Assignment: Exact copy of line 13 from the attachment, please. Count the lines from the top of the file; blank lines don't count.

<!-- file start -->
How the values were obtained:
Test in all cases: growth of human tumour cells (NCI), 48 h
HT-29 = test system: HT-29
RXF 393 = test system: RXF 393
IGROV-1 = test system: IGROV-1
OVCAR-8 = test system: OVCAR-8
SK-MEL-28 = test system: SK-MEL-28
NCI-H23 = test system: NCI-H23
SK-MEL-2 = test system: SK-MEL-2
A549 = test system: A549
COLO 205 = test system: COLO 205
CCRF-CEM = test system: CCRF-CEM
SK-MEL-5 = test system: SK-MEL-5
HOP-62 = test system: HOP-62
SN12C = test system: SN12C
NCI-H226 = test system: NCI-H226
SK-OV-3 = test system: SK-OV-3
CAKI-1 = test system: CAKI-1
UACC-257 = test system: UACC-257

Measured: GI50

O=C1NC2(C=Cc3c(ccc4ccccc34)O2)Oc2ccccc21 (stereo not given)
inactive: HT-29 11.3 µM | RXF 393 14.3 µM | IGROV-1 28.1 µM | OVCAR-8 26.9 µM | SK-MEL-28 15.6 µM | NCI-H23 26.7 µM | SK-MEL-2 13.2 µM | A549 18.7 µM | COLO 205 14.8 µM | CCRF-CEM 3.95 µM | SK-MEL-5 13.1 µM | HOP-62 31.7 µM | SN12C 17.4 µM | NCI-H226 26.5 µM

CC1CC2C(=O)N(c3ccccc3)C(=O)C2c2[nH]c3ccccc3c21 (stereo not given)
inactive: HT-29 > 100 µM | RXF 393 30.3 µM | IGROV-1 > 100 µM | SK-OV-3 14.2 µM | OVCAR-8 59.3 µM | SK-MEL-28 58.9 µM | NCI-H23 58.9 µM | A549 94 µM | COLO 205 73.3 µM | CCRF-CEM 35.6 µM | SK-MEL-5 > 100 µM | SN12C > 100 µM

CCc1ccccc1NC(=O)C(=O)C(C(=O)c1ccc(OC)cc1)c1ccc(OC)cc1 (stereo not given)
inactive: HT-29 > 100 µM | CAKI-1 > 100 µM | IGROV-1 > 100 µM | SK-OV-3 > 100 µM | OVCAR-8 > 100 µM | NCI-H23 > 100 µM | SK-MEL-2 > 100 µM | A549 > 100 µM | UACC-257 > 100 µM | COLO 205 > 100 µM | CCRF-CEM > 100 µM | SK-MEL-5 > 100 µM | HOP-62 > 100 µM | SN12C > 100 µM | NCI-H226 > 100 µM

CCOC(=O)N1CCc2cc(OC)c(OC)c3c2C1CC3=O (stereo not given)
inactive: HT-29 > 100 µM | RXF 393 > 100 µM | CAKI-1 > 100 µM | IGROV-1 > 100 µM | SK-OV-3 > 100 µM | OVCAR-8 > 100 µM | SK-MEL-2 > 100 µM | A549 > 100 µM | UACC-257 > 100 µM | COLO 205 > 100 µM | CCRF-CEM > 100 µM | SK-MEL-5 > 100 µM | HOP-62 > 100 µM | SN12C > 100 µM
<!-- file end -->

SK-MEL-5 = test system: SK-MEL-5